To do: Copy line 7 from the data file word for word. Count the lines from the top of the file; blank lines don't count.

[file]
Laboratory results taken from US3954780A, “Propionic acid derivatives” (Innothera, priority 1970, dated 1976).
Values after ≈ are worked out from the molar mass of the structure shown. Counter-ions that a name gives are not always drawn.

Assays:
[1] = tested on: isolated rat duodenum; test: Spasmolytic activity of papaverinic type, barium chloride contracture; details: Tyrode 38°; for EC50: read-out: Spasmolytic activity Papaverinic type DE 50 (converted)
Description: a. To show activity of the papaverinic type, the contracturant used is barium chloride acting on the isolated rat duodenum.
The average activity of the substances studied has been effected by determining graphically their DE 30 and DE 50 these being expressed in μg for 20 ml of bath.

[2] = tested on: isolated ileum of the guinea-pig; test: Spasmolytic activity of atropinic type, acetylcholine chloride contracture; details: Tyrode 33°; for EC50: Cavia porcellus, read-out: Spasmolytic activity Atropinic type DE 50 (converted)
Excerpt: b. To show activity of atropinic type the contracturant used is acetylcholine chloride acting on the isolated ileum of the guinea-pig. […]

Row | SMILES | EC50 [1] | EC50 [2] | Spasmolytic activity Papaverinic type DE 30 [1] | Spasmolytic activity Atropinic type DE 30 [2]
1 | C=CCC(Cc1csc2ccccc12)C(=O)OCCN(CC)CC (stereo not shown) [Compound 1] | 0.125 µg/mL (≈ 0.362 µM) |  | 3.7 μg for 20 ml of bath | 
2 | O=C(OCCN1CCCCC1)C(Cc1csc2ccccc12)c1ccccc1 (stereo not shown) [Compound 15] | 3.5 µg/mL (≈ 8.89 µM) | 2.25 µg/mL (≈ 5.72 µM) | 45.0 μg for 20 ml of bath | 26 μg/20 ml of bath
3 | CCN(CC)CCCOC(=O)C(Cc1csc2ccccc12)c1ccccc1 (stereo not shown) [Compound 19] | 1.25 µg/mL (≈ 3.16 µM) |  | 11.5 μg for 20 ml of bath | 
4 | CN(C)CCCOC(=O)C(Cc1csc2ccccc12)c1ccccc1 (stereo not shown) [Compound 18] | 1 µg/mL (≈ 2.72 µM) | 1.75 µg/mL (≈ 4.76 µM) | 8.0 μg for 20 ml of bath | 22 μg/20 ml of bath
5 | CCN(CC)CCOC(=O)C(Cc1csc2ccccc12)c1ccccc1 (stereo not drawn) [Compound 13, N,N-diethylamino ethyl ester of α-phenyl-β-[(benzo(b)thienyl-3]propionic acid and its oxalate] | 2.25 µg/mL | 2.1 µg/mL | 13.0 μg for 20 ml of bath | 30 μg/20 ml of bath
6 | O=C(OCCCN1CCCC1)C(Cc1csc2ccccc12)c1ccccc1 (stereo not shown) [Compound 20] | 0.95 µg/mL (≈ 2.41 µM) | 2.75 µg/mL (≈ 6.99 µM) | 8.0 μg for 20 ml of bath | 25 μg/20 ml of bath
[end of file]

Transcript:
[2] = tested on: isolated ileum of the guinea-pig; test: Spasmolytic activity of atropinic type, acetylcholine chloride contracture; details: Tyrode 33°; for EC50: Cavia porcellus, read-out: Spasmolytic activity Atropinic type DE 50 (converted)